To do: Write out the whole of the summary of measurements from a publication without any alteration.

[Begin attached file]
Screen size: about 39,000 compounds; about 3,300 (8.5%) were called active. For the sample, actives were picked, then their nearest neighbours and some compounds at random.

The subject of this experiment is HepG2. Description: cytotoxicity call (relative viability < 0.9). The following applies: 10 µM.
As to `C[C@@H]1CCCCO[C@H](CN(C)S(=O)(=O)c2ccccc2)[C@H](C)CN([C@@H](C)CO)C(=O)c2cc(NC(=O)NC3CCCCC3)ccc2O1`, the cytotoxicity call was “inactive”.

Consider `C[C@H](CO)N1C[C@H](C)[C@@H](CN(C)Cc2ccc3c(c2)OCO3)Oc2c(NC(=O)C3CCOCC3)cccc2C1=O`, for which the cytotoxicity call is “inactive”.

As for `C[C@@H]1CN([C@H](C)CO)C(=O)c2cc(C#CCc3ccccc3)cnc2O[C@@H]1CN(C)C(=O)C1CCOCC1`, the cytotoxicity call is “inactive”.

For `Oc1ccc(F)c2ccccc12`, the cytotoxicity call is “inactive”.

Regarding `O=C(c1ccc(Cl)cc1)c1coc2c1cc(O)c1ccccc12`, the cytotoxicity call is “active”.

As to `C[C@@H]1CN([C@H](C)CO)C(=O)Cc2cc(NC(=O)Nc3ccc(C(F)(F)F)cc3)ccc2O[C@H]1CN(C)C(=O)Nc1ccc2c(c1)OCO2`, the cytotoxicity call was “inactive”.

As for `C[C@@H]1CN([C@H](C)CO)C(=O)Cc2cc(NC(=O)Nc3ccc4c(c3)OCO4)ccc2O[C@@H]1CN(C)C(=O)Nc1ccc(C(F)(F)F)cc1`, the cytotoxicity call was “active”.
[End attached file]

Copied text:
Screen size: about 39,000 compounds; about 3,300 (8.5%) were called active. For the sample, actives were picked, then their nearest neighbours and some compounds at random.

The subject of this experiment is HepG2. Description: cytotoxicity call (relative viability < 0.9). The following applies: 10 µM.
As to `C[C@@H]1CCCCO[C@H](CN(C)S(=O)(=O)c2ccccc2)[C@H](C)CN([C@@H](C)CO)C(=O)c2cc(NC(=O)NC3CCCCC3)ccc2O1`, the cytotoxicity call was “inactive”.

Consider `C[C@H](CO)N1C[C@H](C)[C@@H](CN(C)Cc2ccc3c(c2)OCO3)Oc2c(NC(=O)C3CCOCC3)cccc2C1=O`, for which the cytotoxicity call is “inactive”.

As for `C[C@@H]1CN([C@H](C)CO)C(=O)c2cc(C#CCc3ccccc3)cnc2O[C@@H]1CN(C)C(=O)C1CCOCC1`, the cytotoxicity call is “inactive”.

For `Oc1ccc(F)c2ccccc12`, the cytotoxicity call is “inactive”.

Regarding `O=C(c1ccc(Cl)cc1)c1coc2c1cc(O)c1ccccc12`, the cytotoxicity call is “active”.

As to `C[C@@H]1CN([C@H](C)CO)C(=O)Cc2cc(NC(=O)Nc3ccc(C(F)(F)F)cc3)ccc2O[C@H]1CN(C)C(=O)Nc1ccc2c(c1)OCO2`, the cytotoxicity call was “inactive”.

As for `C[C@@H]1CN([C@H](C)CO)C(=O)Cc2cc(NC(=O)Nc3ccc4c(c3)OCO4)ccc2O[C@@H]1CN(C)C(=O)Nc1ccc(C(F)(F)F)cc1`, the cytotoxicity call was “active”.